Removing a Windshield Is an Advanced-Level Repair for Most DIYers. Here’s Everything You Need To Know To Remove a Windshield at Home.
- DIY Difficulty Level: Advanced
- Time Required: One to two hours
- Tools & Materials:
What Are Windshields?
Car windshields serve a multitude of functions and can be critical as the car brakes. As the word “shield” suggests, the windshield protects drivers and passengers from wind, rain, dust, bugs, debris, and other outside elements. A main function of the windshield is to ensure that the driver has a clear view of the road, other vehicles, and their surroundings.
In addition to its safety functions, the windshield provides 40% of the structural strength to the car’s roof. This ensures that, in the unfortunate event of a rollover, the windshield stabilizes and helps to prevent the roof from collapsing in on the car’s occupants. The windshield also plays a key part in the correct deployment of the front airbags. Considering these facts, it is imperative to know if your windshield’s structural integrity is compromised and when to replace it.
Is It Safe To Drive With a Broken Windshield?
The short answer is no. However, it may be acceptable to drive with minor cracks and chips. Federal regulations permit chips or cracks that are smaller than 3/4 of an inch in diameter, as long as they are further than 3 inches apart from one another and are not directly in the driver’s line of sight.
It’s important to remember that the smallest cracks or chips can quickly deteriorate and develop into a lengthy crack, which can run through the driver’s line of sight. Driving with a windshield in this condition is dangerous for both yourself and other road users, not to mention that you may potentially get a fine if the police pull you over. In addition to reduced visibility, a crack or chip weakens the windshield structure and offers less protection during a collision.
It’s best to repair small chips and cracks as soon as possible to avoid developing larger cracks. In the instance where a chip has developed, you can and should get it replaced professionally if you have insurance. If you don’t have insurance, you should still consider having a pro replace it for you. There are specialized tools required that you’ll likely never use again, plus a professional will have the special training and expertise required to do the job right the first time. Although the job costs between $153 and $337, on average, or as high as $1,125, depending on car make and model, it’s worth it to make sure it’s done right.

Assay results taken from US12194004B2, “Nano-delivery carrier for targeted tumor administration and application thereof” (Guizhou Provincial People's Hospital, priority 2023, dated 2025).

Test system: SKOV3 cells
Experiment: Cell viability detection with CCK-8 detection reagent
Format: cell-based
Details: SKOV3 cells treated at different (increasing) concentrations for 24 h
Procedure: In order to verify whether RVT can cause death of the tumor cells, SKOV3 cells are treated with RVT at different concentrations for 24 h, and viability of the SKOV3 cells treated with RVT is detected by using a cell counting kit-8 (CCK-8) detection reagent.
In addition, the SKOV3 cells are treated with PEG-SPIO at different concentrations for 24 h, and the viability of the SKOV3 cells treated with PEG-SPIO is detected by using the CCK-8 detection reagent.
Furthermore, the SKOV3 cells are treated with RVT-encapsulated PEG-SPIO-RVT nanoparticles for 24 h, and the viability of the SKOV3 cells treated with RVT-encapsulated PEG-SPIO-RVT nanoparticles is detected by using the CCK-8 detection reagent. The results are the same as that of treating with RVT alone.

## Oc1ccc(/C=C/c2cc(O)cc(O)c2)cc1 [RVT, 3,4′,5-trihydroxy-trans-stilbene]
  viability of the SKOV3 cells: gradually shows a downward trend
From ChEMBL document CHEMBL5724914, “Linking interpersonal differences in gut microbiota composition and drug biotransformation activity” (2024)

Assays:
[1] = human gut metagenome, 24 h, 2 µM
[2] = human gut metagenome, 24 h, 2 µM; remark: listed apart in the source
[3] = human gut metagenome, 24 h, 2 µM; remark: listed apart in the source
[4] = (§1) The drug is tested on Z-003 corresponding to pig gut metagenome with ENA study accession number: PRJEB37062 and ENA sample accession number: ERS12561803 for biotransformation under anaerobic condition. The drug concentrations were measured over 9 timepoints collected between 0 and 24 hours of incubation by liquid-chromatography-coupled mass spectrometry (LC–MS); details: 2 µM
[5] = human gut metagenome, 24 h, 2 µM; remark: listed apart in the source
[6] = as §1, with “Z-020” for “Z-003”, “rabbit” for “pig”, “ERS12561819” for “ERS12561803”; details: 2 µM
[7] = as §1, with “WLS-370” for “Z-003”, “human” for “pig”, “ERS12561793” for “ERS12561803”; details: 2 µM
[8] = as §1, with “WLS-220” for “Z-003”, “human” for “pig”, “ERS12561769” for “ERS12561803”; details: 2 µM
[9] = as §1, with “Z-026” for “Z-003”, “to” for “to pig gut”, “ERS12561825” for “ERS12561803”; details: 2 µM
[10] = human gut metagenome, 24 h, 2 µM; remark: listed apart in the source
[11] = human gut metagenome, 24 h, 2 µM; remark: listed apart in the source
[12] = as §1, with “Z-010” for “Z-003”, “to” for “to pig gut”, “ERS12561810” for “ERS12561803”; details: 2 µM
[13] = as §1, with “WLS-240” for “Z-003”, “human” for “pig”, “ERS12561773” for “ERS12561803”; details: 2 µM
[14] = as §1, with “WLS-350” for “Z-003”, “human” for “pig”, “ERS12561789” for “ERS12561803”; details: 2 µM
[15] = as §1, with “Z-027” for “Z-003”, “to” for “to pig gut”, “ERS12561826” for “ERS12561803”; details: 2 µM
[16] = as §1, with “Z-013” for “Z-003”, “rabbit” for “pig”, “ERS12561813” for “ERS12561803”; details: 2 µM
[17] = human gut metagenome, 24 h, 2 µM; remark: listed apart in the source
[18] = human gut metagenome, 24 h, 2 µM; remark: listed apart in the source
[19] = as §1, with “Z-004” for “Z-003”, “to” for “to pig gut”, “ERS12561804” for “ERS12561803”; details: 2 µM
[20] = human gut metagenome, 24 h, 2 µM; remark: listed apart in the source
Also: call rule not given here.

When To Replace a Windshield
You should always keep an eye on the condition of your windshield and consult a professional if you have any concerns. Always replace your windshield if:
- The glass is tempered and not laminated
- There are cracks longer than a dollar bill
- The cracks or chips go deeper than halfway into the glass
- The cracks or chips extend to the outside edges of the windshield
- Your car fails state safety inspection for a damaged windshield
Keep in Mind
It is always best to follow all maintenance guidelines provided by your car manufacturer, which includes using the recommended type of glass and the correct equipment when removing your windshield. As with all professional services, it’s important to be on the lookout for non-reputable traders when purchasing materials to avoid potential scams.
When removing your windshield, you might also check on the following related car components:
How To Replace a Windshield
While we recommend having a professional glass technician replace your windshield, here are the steps they will follow.
Step 1: Remove Wiper Arms and Rearview Mirror
Using painter’s tape, mark the resting position of the wipers on the windshield, then open the hood. At the base of the wiper arm, remove the dust cap of the hinge with a flathead screwdriver. Loosen the nut holding the wiper arms on with a socket and ratchet. Gently remove the arms from the studs and set them aside.
Remove the rearview mirror from the glass-mounted hardware. There should be a screw to remove or a clip to slide the mirror off. You may need to apply some heat to soften the glue that holds the mounting hardware to the glass before you can remove it.
Step 2: Remove the Trim
Using a trim removal tool, remove any plastic molding and weather stripping around the windshield. Be careful not to damage any clips holding the molding in place, as these are reusable and can be costly to replace.
Step 3: Cut the Urethane
Urethane is a very strong, flexible polymer-based adhesive and is most widely used in the car industry to hold windshields in place. Cutting the urethane all around its perimeter from the outside of the car to separate it from the vehicle.
Step 4: Remove the Windshield
Removing the windshield safely is a two-person job. Start by securing the suction cups on the right and left sides of the outside of the windshield. Open the front doors of the car, and have each person reach one arm in on each side to gently push the windshield away from the pinch weld. Finally, grab the suction cups and lift the windshield away from the pinch weld.
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Disclaimer: The guidelines in this article are general and not meant to replace instructions for your specific vehicle. Please consult your owner’s manual, repair guide, or a professional before attempting repairs.
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